CMS vs. PHP Frameworks

Before you create a website you need to make a number of fundamental decisions. First, you need to decide whether you have your site entirely built from scratch or if you use any prefabricated elements. The vast majority of all sites either use a content management system (CMS) or a software framework. The most popular content management systems are WordPress, Joomla, Drupal and Typo3.

Content management systems have a large library of readz-made modules a developer can choose from. These modules are open source and are written by a large community of free lance programmers with various skills levels. The fact that those modules are ‘ready’ doesn’t mean they actually work properly. In many cases they don’t so you need to hire a web development company that either fixes those modules or builds them from scratch. A couple of years ago I decided to hire a web developer to rebuild our site in Drupal. As of now, our shop is based on the Drupal Ubercart Module. There are a number of drawbacks to this solution:

      • The backend of Ubercart is difficult to navigate because there are so many functions that I don’t need.
      • The code of the module was written and changed by several programmers they didn’t work well together.
      • The Ubercart module is not well integrated with the SimpleNews Module, the second Drupal module we use on english-test.net.

Using a content management system is only recommended if your site is very standard and average. As soon as you want a certain level of customization you should choose a development framework such as Yii, Symfony or Zend.

The advantages of using a framework instead of a CMS are the following:

  • You can build the site fast because the framework contains a library of functions (for example login and password forms). Those are not modules but small pieces of code than can be easily integrated and modified.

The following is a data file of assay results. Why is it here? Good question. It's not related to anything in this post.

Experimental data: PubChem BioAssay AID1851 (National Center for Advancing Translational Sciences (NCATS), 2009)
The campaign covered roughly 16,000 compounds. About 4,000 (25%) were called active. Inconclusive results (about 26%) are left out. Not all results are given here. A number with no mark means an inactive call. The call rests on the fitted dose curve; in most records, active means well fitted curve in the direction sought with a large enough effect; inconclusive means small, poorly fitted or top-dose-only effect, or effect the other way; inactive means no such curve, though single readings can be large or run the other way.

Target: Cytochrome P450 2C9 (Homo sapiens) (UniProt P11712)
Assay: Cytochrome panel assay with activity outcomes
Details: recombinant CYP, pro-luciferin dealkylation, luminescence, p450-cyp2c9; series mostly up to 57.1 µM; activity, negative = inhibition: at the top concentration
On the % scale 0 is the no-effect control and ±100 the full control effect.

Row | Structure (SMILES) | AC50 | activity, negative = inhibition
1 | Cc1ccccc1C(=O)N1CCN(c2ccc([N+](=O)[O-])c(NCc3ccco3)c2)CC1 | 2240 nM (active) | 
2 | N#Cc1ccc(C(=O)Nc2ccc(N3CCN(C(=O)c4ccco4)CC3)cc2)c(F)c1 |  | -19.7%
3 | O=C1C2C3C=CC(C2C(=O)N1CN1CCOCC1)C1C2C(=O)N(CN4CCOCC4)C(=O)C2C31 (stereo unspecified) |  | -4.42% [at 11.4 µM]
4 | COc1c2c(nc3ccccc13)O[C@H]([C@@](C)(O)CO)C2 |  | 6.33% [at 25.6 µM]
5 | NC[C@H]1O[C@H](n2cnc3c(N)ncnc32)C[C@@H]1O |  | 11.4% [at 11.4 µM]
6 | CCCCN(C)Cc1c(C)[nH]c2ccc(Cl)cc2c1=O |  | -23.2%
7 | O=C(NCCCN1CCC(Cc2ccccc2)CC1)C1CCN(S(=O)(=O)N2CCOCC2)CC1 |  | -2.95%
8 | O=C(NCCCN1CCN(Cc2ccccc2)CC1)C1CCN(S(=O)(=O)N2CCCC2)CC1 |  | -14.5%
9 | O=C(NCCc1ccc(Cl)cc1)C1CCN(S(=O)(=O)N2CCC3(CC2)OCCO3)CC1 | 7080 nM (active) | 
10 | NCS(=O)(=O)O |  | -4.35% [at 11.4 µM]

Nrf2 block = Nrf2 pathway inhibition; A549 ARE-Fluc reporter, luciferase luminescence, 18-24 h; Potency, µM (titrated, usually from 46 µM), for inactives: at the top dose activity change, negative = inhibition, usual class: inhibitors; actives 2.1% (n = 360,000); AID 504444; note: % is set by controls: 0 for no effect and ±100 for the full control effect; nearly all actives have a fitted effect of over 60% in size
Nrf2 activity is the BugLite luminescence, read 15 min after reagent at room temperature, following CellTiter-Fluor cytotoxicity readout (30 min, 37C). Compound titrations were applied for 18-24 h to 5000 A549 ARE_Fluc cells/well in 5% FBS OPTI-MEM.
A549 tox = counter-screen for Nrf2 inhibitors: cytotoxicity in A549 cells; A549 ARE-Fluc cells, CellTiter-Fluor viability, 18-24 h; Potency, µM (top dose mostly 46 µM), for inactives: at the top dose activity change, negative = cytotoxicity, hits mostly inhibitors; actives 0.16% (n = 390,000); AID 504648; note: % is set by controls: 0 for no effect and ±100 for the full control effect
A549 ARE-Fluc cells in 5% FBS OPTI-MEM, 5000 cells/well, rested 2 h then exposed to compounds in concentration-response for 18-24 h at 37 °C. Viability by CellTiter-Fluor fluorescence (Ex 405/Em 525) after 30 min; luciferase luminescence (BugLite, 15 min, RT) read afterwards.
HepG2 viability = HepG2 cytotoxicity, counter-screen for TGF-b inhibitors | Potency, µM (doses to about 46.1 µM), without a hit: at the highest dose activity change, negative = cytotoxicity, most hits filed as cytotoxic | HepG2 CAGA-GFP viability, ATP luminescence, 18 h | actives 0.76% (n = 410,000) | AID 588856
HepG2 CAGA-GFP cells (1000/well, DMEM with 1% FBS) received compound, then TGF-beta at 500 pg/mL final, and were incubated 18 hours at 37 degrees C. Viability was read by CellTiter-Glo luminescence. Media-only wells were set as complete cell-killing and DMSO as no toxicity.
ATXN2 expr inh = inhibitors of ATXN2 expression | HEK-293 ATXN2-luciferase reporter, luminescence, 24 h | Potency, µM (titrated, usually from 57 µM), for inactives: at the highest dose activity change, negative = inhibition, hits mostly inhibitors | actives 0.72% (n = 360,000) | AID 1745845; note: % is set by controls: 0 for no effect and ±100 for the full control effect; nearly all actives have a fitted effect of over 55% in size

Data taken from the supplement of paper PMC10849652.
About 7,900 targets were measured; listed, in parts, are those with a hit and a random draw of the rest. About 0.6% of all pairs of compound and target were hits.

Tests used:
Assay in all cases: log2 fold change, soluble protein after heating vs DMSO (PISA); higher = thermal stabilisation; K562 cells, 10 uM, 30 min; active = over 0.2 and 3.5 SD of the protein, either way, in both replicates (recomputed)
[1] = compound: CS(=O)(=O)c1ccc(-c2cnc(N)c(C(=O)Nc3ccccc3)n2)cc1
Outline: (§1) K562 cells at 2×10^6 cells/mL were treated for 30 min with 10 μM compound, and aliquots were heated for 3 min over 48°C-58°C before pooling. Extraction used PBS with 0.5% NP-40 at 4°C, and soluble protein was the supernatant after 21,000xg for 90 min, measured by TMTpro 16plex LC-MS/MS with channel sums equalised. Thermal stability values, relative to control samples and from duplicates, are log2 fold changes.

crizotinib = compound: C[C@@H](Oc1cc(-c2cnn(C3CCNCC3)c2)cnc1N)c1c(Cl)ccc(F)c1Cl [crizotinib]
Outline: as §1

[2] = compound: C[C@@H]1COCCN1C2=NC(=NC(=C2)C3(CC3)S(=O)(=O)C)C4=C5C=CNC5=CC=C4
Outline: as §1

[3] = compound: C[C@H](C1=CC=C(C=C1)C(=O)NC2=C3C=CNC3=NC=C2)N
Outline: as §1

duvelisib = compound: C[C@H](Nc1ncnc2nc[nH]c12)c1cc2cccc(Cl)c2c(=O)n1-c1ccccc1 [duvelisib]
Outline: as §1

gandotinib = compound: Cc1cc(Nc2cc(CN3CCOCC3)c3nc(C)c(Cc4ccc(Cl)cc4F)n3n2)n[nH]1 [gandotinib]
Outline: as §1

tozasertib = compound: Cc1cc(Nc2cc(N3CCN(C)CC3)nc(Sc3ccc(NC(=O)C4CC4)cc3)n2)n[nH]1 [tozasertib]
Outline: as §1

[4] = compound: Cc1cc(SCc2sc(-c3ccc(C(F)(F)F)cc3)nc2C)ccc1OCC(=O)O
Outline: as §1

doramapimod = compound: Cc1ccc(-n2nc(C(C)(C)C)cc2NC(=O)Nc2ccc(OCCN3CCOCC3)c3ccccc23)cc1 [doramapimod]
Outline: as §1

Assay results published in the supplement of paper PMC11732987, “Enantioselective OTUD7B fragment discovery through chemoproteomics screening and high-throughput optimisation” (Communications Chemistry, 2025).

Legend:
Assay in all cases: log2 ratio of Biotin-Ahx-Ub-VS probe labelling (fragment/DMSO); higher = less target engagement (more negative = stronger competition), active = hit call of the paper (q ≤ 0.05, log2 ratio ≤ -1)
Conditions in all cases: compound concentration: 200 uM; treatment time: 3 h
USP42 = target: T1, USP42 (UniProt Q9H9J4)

• You create a website that is unique. It’s built exactly for your needs and situation. Any prefabricated Drupal or Joomla module comes with a multitude of functions you don’t need. These functions make the code cumbersome and require a lot of resources. They also make it difficult for you and your users to navigate your own system.
  • Since the code of your application is written for your needs only, it is more transparent and well documented. It’s much easier to read and understand than Drupal modules that contain a lot of patches by variety of programmers.
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6 thoughts on “CMS vs. PHP Frameworks

  1. I’m inclined to agree parts of this assessment. However, it seems like an over-simplification to say that CMS systems are only suitable to sites that are basic and average. I started out using Frameworks, but switched to Drupal because the reuse of code (in modular form) is more efficient and cost-effective. Very few eCommerce sites run on PHP Frameworks because building a custom eCommerce system is quite costly and it takes a lot of money to match the features that already work quite well in many off-the-shelf eCommerce systems. Not everyone uses Ubercart and Drupal, but there are also stand-alone eCommerce solutions like Magento that are popular. I think most sites built in a PHP framework that have an eCommerce component, would still tend to utilize an off-shelf eCommerce system which is integrated into the PHP Framework.

    Over time what we will have is more of a merger of CMS and PHP Frameworks. Code Igniter for example is the base framework for EE (Expression Engine). Another example is one that GoldHat is now trying on a trial basis, called Concrete5. It is a PHP Framework underneath, and a CMS on top, and designed to offer the best of both worlds.

    • and when it’s released, Drupal will have a Symfony library at it’s core.

  2. Very important question! Very helpful posts! I hope to read more in this topic. Using WP-plugins or Drupal modules is an easy way to begin a project but not the best to complete a solution, unique and suitable for you own needs.

  3. with WordPress and drupal you can throw together any complex site of any significance size in a very short time with all necessary plugins or modules already developed by many programmer which is a very big advantage over frameworks. All you need is a bit of programming skills – html, css and php. That’s all.

    • You shouldn’t “throw together” any site. WordPress and Drupal have many restrictions and limitations when it comes to building really complex websites so the only feasible option is building the site in a framework like Yii.

  4. I have one question… if you have two options WordPress and Magento. You have to choose one of them for your future then which one you will choose? and why?